Nano Science and Technology Institute

MIT Scientists One Step Closer to Creating ‘Engine on a Chip’

Dr. Stuart Jacobson, Deputy Director of the MIT Microengine Project, Talks to NWN About the Importance of Interdisciplinary Research and Collaboration.

The MIT Microengine Project team has been working for several years towards creating a miniature gas-turbine engine, and they are moving closer to creating a prototype of the ‘engine on a chip.’ An early potential application would be to provide lightweight power to soldiers in the field, replacing batteries. A consumer electronics application could include supplying power to laptops. According to Dr. Stuart Jacobson, Deputy Director of the MIT Microengine Project, the team expects to demonstrate a self-sustaining engine by the spring of 2007.

Turbochargers for the micro gas-turbine engine
 
Turbochargers for the micro gas-turbine engine. Photo courtesy/MIT

Dr. Jacobson leads a team of 20 researchers for this project, and they are drawn from several disciplines, including MIT’s Department of Aeronautics and Astronautics, the MIT Gas Turbine Laboratory, the Laboratory for Electromagnetic, and Electronic Systems Microsystems Technology Laboratories. “Working with researchers from other departments is what makes the project fun—intellectually, it has been a great experience to work with others,” notes Dr. Jacobson. “When I was a graduate student, I remember working alone on research projects most of the time. Today, many students have the opportunity to see and work with students from different disciplines.”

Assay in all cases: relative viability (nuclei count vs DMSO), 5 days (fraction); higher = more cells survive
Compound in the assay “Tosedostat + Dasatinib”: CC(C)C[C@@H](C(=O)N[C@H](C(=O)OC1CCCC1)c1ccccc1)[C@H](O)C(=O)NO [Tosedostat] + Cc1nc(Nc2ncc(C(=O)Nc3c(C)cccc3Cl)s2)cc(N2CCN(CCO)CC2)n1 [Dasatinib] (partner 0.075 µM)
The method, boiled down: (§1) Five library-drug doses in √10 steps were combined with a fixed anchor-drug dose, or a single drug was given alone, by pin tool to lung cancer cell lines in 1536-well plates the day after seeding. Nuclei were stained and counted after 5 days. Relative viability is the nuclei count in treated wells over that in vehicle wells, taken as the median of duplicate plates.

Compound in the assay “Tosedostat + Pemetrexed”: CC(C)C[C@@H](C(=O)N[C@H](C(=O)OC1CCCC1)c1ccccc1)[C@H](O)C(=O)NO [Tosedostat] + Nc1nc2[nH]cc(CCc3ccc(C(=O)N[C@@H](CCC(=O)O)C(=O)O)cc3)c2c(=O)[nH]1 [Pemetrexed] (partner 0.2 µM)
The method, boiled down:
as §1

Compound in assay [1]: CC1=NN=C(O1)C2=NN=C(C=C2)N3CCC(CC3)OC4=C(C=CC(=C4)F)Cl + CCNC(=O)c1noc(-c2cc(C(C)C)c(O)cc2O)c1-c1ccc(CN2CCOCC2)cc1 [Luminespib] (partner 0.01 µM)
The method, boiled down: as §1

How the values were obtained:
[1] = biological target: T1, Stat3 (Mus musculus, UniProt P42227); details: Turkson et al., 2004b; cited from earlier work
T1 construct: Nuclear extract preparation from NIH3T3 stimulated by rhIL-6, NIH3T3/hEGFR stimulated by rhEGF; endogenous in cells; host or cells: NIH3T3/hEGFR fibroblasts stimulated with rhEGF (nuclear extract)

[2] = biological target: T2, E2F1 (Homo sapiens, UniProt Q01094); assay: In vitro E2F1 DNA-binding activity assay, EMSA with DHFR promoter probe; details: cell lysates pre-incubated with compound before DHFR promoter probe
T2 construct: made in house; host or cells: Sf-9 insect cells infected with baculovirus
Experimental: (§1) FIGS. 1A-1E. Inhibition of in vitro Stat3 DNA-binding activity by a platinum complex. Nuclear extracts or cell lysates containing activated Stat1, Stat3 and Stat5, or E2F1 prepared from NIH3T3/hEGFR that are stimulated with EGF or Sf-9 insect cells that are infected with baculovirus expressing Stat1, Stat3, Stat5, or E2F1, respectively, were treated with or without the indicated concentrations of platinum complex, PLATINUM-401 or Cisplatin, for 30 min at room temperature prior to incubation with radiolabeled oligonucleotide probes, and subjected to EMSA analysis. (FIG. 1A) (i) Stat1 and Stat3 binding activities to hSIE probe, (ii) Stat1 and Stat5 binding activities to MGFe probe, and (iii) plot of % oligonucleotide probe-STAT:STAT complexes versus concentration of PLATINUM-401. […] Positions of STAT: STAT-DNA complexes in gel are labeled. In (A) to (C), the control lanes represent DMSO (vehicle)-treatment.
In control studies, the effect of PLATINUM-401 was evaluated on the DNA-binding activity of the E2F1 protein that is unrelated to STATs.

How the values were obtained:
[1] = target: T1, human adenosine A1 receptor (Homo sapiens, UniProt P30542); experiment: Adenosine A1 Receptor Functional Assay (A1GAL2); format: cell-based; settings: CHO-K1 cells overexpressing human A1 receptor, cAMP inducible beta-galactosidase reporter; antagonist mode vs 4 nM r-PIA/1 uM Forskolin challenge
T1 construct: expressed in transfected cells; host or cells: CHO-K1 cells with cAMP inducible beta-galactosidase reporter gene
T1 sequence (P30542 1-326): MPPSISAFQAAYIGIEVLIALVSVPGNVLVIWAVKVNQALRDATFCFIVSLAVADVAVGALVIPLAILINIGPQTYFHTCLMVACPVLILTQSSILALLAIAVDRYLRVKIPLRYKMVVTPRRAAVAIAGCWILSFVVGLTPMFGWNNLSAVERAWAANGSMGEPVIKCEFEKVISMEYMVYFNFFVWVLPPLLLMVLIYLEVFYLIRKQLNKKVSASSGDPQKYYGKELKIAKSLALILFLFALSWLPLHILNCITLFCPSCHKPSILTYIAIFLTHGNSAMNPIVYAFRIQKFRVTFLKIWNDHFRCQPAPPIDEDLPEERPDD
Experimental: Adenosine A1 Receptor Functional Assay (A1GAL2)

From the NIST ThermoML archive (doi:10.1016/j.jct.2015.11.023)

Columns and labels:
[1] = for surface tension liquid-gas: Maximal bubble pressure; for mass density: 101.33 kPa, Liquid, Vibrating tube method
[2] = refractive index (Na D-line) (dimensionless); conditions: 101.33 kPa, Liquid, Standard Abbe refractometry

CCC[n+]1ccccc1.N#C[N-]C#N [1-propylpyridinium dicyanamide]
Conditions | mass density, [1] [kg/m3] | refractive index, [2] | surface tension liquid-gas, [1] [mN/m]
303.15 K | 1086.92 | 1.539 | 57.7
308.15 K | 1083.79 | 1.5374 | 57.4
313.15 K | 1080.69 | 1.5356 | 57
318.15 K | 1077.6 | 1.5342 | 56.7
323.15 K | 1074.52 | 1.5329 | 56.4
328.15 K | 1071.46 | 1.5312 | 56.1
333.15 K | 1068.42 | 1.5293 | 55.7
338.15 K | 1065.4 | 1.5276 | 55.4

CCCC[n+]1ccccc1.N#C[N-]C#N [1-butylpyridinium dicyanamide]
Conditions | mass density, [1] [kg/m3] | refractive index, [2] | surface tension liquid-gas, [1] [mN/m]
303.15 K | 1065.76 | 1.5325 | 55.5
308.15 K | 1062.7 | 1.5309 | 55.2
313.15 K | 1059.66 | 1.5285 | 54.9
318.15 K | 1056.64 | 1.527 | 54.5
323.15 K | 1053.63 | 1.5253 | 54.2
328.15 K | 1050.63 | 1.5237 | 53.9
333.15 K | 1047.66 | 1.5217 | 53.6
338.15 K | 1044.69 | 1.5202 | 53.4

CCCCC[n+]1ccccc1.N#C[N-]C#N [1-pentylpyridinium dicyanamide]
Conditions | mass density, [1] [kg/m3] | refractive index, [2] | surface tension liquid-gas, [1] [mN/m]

While Dr. Jacobson notes that the MIT Microengine Project is a MEMS project, nanotechnology does play an important role in their project. “We want to know, ‘What happens when you shrink down to this size? Do good things happen?’”

When it comes to interdisciplinary projects, Dr. Jacobson offers the readers of NWN some advice:

  • When working with complex systems that integrate components from various fields, there needs to be a collaborative effort from the start.
  • Both a “top-down” and “bottom-up” approach is needed to understand where you are going to be and to make the right progress.
  • In the first years of the project, simplify down to the sub-system component level. Starting with too complex of a design will result in low fabrication yield, limiting advancement. At the same time, it is absolutely critical to be concerned with integration from the start, since the sub-system interactions can dictate overall system performance. Balancing these conflicting concepts is the key to ultimate success.
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